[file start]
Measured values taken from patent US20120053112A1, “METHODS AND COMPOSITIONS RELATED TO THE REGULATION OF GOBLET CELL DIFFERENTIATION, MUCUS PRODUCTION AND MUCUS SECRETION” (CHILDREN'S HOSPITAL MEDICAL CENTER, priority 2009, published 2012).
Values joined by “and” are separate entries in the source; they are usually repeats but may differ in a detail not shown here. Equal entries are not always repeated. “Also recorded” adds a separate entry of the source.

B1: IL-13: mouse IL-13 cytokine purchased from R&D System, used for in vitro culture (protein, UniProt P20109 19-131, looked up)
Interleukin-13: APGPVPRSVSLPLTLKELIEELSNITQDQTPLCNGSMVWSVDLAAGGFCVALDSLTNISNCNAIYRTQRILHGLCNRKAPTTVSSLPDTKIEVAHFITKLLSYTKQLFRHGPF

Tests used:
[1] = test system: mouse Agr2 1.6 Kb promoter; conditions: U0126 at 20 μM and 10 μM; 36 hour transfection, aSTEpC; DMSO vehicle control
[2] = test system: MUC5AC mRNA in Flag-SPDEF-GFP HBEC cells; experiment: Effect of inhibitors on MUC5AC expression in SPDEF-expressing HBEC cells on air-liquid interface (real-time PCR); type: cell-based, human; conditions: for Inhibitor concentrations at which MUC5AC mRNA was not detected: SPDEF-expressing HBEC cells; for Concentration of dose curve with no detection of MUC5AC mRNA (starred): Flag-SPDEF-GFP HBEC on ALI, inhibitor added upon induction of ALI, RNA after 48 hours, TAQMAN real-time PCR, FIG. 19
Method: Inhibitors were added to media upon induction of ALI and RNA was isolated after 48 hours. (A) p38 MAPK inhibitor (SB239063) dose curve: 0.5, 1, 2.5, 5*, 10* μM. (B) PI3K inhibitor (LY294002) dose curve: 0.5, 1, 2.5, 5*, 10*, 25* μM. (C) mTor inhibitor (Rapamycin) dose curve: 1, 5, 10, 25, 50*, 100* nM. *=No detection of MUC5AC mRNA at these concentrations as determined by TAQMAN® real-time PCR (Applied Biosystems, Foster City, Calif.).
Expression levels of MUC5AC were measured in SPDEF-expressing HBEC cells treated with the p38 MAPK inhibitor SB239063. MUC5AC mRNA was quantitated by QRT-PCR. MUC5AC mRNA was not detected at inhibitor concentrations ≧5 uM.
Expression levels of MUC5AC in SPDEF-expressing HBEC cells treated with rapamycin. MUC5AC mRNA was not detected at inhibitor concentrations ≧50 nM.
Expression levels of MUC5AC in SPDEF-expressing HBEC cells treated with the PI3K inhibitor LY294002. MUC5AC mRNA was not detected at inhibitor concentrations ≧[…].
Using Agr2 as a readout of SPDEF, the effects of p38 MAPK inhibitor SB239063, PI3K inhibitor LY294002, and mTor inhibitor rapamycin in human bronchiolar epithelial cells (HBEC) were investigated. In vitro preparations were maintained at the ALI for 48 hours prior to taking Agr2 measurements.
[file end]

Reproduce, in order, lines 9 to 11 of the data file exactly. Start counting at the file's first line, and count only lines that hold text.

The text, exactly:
Expression levels of MUC5AC were measured in SPDEF-expressing HBEC cells treated with the p38 MAPK inhibitor SB239063. MUC5AC mRNA was quantitated by QRT-PCR. MUC5AC mRNA was not detected at inhibitor concentrations ≧5 uM.
Expression levels of MUC5AC in SPDEF-expressing HBEC cells treated with rapamycin. MUC5AC mRNA was not detected at inhibitor concentrations ≧50 nM.
Expression levels of MUC5AC in SPDEF-expressing HBEC cells treated with the PI3K inhibitor LY294002. MUC5AC mRNA was not detected at inhibitor concentrations ≧[…].